According to MarketingWeek, 56% of those surveyed are liking and following brands on social media to see products. Another 35% are doing so to get ideas for when they go shopping next. But do they actually want to shop on social media? Not really, according to this particular study.

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Note that this “social commerce boom” is driven VP IT Email List heavily by the younger generation, according to the same study. 33% of 18- to 24-year-olds say they would like to purchase items directly on Facebook, 27% on Instagram and 20% on Twitter. 25- to 34-year-olds decline a bit; 30% on Facebook. People 54- to 65-years-old? A disappointing 10%.

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Another study, conducted on social media users worldwide ages 16 to 64 in November 2015, found that only 9% of respondents have an interest in using Facebook’s buy buttons…

Less Interest in Facebook
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Another study still, found that only 35% of millennials, typically a tech-friendly crowd, are likely to use a buy button on Facebook. Only 24% said they’d be interested in a Twitter buy button.

According to Time Magazine, both Twitter and Facebook have claimed that approximately half of their users come to their sites to seek out products for purchase.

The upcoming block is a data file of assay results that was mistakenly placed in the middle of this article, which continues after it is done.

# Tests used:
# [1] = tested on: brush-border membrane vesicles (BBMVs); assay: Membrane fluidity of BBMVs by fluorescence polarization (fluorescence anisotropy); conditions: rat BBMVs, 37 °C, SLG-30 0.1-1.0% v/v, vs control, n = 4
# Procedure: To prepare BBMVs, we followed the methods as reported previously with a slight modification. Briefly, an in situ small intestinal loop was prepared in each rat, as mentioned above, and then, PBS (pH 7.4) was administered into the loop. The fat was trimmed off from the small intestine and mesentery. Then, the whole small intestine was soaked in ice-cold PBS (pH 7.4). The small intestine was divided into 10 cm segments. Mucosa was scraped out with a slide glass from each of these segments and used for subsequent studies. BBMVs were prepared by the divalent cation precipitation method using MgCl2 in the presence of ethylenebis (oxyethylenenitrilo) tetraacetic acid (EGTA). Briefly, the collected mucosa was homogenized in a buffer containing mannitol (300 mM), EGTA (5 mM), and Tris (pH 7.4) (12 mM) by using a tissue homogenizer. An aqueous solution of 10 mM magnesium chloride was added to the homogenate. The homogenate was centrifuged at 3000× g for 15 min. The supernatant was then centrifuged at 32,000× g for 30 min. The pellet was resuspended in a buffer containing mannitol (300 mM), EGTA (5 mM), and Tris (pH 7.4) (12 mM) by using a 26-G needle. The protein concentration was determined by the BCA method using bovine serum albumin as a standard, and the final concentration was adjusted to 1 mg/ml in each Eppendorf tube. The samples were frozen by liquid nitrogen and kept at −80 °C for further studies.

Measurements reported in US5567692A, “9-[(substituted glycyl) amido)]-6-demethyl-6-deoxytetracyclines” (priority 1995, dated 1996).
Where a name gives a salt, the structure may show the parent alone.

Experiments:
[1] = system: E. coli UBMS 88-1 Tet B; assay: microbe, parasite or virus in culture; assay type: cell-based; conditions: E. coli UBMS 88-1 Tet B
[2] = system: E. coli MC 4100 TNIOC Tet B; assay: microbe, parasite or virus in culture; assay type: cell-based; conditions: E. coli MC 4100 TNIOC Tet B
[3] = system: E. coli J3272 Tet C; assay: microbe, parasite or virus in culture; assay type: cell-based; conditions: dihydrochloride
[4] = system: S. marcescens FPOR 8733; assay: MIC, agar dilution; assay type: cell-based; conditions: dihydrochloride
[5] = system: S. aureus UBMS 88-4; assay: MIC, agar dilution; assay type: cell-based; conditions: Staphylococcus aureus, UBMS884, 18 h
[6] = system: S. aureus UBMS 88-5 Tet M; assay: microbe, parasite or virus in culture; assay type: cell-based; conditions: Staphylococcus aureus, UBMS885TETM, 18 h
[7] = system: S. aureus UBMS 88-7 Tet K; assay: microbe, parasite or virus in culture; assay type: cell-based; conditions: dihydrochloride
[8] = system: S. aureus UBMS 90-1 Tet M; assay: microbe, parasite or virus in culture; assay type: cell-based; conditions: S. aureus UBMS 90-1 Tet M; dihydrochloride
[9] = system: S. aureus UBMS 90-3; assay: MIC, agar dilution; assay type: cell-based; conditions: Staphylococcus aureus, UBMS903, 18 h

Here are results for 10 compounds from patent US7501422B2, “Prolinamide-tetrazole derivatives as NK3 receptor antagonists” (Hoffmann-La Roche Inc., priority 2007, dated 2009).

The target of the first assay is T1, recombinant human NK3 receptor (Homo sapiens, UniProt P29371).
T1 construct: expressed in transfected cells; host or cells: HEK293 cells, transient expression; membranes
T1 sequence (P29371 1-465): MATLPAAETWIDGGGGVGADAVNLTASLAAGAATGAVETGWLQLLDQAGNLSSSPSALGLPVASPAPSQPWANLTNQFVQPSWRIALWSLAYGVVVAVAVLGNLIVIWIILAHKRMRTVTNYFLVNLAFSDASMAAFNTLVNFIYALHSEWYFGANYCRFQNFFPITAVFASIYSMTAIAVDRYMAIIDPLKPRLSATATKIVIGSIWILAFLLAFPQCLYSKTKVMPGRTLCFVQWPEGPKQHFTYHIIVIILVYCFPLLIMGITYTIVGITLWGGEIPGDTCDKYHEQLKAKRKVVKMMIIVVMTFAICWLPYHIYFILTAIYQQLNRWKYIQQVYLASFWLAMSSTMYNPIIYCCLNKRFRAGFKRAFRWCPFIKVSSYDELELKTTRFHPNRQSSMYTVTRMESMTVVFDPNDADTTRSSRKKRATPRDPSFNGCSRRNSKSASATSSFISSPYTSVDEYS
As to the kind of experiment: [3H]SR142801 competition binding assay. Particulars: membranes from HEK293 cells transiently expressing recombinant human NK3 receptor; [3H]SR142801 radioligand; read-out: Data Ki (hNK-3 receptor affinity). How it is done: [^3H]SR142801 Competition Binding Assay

Yet the rate of eCommerce growth from social shopping is exceeding the overall growth rate for eCommerce in the U.S. by about 10%, according to the latest Internet Retail Social Media 500 Report.

Why so much inconsistency? We’re still unclear on what social commerce is and is not. Is it native social selling? Is it encouraging social interaction during the traditional eCommerce flow? Is it buy buttons that take you from social media to the eCommerce site?

Nora Barnes, Director of University

of Massachusetts Dartmouth’s Center for Marketing Research, says…

We really know very little about these buy buttons. As a consumer behavior specialist, I’m looking at this and saying, ‘Who wants or needs this? Who’s going to use it?’ I think Millennials are saying the same thing.

A July 2015 study by Boston Retail Partners found that retailers are only cautiously optimistic about social commerce…

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